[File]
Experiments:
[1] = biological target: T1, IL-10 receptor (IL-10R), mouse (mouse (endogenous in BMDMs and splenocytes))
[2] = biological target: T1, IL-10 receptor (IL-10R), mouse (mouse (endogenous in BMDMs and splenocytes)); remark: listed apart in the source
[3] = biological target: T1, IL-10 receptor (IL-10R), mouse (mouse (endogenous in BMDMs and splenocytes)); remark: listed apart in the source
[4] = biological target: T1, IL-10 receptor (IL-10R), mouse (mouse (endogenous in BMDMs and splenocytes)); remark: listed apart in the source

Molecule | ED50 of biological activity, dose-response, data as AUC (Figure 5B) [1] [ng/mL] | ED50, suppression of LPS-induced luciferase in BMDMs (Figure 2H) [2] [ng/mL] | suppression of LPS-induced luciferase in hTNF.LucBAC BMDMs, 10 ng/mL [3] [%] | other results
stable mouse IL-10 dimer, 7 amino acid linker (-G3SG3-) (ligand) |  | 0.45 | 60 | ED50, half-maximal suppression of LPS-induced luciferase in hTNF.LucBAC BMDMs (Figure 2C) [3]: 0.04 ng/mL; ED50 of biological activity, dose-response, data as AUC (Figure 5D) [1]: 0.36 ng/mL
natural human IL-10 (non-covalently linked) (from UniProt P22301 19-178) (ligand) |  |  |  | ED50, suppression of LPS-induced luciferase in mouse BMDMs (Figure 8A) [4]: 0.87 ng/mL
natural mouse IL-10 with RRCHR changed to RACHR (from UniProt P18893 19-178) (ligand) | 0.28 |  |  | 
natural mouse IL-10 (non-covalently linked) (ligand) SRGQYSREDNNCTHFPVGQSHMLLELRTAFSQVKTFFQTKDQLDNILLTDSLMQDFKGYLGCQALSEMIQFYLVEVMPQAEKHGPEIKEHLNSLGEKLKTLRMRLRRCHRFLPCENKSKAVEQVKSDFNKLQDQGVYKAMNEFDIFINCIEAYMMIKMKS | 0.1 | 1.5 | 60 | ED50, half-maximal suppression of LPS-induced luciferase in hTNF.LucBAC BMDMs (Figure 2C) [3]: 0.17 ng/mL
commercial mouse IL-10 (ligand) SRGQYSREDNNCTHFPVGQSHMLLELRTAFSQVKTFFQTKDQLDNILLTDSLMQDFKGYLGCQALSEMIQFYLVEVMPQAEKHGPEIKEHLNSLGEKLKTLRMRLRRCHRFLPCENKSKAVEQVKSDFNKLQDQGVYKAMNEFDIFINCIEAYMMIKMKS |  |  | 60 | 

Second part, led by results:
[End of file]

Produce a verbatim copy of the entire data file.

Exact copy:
Experiments:
[1] = biological target: T1, IL-10 receptor (IL-10R), mouse (mouse (endogenous in BMDMs and splenocytes))
[2] = biological target: T1, IL-10 receptor (IL-10R), mouse (mouse (endogenous in BMDMs and splenocytes)); remark: listed apart in the source
[3] = biological target: T1, IL-10 receptor (IL-10R), mouse (mouse (endogenous in BMDMs and splenocytes)); remark: listed apart in the source
[4] = biological target: T1, IL-10 receptor (IL-10R), mouse (mouse (endogenous in BMDMs and splenocytes)); remark: listed apart in the source

Molecule | ED50 of biological activity, dose-response, data as AUC (Figure 5B) [1] [ng/mL] | ED50, suppression of LPS-induced luciferase in BMDMs (Figure 2H) [2] [ng/mL] | suppression of LPS-induced luciferase in hTNF.LucBAC BMDMs, 10 ng/mL [3] [%] | other results
stable mouse IL-10 dimer, 7 amino acid linker (-G3SG3-) (ligand) |  | 0.45 | 60 | ED50, half-maximal suppression of LPS-induced luciferase in hTNF.LucBAC BMDMs (Figure 2C) [3]: 0.04 ng/mL; ED50 of biological activity, dose-response, data as AUC (Figure 5D) [1]: 0.36 ng/mL
natural human IL-10 (non-covalently linked) (from UniProt P22301 19-178) (ligand) |  |  |  | ED50, suppression of LPS-induced luciferase in mouse BMDMs (Figure 8A) [4]: 0.87 ng/mL
natural mouse IL-10 with RRCHR changed to RACHR (from UniProt P18893 19-178) (ligand) | 0.28 |  |  | 
natural mouse IL-10 (non-covalently linked) (ligand) SRGQYSREDNNCTHFPVGQSHMLLELRTAFSQVKTFFQTKDQLDNILLTDSLMQDFKGYLGCQALSEMIQFYLVEVMPQAEKHGPEIKEHLNSLGEKLKTLRMRLRRCHRFLPCENKSKAVEQVKSDFNKLQDQGVYKAMNEFDIFINCIEAYMMIKMKS | 0.1 | 1.5 | 60 | ED50, half-maximal suppression of LPS-induced luciferase in hTNF.LucBAC BMDMs (Figure 2C) [3]: 0.17 ng/mL
commercial mouse IL-10 (ligand) SRGQYSREDNNCTHFPVGQSHMLLELRTAFSQVKTFFQTKDQLDNILLTDSLMQDFKGYLGCQALSEMIQFYLVEVMPQAEKHGPEIKEHLNSLGEKLKTLRMRLRRCHRFLPCENKSKAVEQVKSDFNKLQDQGVYKAMNEFDIFINCIEAYMMIKMKS |  |  | 60 | 

Second part, led by results: